Home Health Software
BuyerView | 2014
Every year, Software Advice talks with hundreds of home health agencies looking for the right software for their organization. This provides us with unparalleled insight into the needs of home health software buyers. We recently analyzed 385 of these interactions to uncover home health agencies’ most common pain points and reasons for purchasing new software.
Thirty-five percent of buyers we spoke with were looking to replace an existing home health software solution. An additional 26 percent were replacing a combination of software and paper, while 5 percent were replacing multiple home health software products.
All told, only 33 percent of buyers were purchasing software for the first time. Nineteen percent were looking to digitize a paper-only process, while the other 14 percent were opening new agencies or practices and planned to go digital from the start.
Among buyers using existing software (alone or in conjunction with paper), the key reasons cited for replacing these solutions revolved around needing more robust functionality.
Thirty-five percent of buyers said their current solution was missing one or more features they needed, while 30 percent complained about their software being too slow, or too cumbersome—i.e. difficult to navigate and requiring too many clicks.
The vast majority of buyers replacing multiple software systems wanted to move to a single, integrated suite that met all of their needs, rather than using multiple products that met some needs but not others.
Thirteen percent of buyers replacing existing systems said they were doing so because their current software was outdated. These buyers mentioned wanting to “explore other options” rather than invest in updating their existing solution. This suggests dissatisfaction and low brand loyalty among these existing software owners—they’d rather shop around and invest in a new solution than maintain their existing system.
Field support was the most-requested feature mentioned by home health buyers, with 34 percent citing it. Buyers said they wanted to track employees (e.g. nurses) in the field, and for these employees to be able to access the software from mobile devices.
Other commonly-requested features include OASIS assessments (33 percent) and 485 form support (24 percent).
Among the 33 percent of buyers purchasing a software solution for the first time, the most common reasons for doing so had to do with the benefits of going digital. Fifty-eight percent of first-time buyers cited wanting their organization to be more efficient and/or more productive, while 35 percent mentioned the desire to eliminate paper, with more than one mention of “drowning in paperwork.”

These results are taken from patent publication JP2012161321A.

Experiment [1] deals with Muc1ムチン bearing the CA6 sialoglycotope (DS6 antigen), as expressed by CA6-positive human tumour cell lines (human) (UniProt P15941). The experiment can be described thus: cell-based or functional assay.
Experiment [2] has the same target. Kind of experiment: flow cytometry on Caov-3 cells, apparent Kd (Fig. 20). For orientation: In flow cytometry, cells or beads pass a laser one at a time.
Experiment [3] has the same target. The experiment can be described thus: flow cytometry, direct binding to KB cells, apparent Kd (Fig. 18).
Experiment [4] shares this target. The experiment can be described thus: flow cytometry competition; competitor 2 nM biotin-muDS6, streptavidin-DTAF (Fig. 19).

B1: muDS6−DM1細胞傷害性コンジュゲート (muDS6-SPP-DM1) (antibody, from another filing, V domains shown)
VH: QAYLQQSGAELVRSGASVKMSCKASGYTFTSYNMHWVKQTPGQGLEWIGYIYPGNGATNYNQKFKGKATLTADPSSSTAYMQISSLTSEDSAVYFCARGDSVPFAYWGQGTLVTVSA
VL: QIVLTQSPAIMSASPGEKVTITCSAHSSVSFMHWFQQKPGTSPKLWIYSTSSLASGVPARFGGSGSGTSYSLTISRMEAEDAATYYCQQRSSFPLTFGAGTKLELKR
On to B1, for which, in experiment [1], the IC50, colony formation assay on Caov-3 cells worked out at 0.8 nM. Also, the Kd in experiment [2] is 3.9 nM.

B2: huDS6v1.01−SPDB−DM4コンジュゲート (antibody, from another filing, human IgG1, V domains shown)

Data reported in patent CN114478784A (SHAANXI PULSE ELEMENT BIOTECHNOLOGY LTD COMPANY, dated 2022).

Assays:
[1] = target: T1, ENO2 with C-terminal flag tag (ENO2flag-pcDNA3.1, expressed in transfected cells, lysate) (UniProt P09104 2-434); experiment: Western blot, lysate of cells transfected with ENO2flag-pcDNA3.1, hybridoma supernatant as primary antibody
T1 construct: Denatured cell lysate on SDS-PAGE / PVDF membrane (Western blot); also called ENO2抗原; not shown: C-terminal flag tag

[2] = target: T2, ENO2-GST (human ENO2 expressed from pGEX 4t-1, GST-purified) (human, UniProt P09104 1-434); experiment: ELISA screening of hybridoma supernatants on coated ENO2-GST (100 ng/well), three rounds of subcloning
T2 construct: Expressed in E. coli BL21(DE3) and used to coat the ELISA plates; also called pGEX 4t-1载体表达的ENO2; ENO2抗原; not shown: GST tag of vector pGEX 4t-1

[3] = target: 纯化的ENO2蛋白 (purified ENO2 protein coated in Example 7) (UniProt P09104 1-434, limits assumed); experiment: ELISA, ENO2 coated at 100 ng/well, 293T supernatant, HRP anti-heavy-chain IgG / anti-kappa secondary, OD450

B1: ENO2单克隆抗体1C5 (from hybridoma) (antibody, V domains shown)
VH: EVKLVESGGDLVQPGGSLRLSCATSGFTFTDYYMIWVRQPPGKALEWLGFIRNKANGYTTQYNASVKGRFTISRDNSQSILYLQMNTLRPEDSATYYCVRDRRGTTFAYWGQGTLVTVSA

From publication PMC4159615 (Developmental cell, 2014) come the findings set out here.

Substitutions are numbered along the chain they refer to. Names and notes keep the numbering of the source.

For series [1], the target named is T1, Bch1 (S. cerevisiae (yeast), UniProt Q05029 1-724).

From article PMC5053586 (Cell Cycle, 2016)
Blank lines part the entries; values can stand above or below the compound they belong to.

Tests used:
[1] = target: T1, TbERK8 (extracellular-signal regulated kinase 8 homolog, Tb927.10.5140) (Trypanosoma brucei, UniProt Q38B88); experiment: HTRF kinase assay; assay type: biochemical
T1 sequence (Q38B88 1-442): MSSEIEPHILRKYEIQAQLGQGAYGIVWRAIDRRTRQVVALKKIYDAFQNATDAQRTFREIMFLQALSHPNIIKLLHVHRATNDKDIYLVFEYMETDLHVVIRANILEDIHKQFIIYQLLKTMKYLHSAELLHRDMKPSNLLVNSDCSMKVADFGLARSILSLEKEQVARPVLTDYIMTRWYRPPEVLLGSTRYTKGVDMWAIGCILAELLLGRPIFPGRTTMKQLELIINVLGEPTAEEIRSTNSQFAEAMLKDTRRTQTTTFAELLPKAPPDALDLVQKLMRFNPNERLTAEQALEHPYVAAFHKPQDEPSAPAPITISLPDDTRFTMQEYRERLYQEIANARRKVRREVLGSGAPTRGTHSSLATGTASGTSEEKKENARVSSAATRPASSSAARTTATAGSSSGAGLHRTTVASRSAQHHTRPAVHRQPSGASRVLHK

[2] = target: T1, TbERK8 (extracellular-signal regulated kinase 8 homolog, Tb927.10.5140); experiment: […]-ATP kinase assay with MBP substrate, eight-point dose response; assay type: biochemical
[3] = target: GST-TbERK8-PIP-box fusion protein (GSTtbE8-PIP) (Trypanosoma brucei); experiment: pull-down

Meanwhile, 29 percent of first-time buyers were starting new home health groups and looking to implement an electronic solution from the start.
Most of the buyers we spoke with—69 percent—didn’t state a preference for Cloud-based systems or on-premise (client-server) systems. Among those with a preference, however, 97 percent favored Cloud-based software.
The overwhelming majority of the buyers we spoke with (95 percent) were interested in a single, integrated solution offering multiple applications. This aligns with our finding that buyers replacing multiple existing solutions wanted to transition to a single system.
Buyers seeking integrated suites were primarily looking for billing and scheduling: 94 percent of buyers requested scheduling, while 88 requested billing. (Remember, there is a high potential for overlap here because buyers wanted both of these applications in a single software solution.)
Another 64 percent of buyers were interested in a point of care solution, while 9 percent wanted accounting. A small proportion of buyers also sought peripheral support, such as human resources (8 percent) or customer relationship management (2 percent).
Most of our buyers (58 percent) came from home health agencies, while 33 percent were private duty nurses providing home care. Other buyer segments included hospice care (5 percent) and therapy/rehabilitation (4 percent).
Our buyers primarily represented the smaller end of the market—55 percent of organizations employed 20 or fewer full-time employees, while 69 percent cared for 100 or less patients. That said, we did encounter buyers from organizations of all sizes, with 13 percent from groups with over 100 employees and 7 percent representing organizations with over 400 patients.
In 2013, Software Advice spoke with 1,274 home health organizations seeking new software for their agencies. We randomly selected 385 of those interactions to analyze in compiling this report. To further discuss this report or obtain access to any of the charts above, feel free to contact me at firstname.lastname@example.org.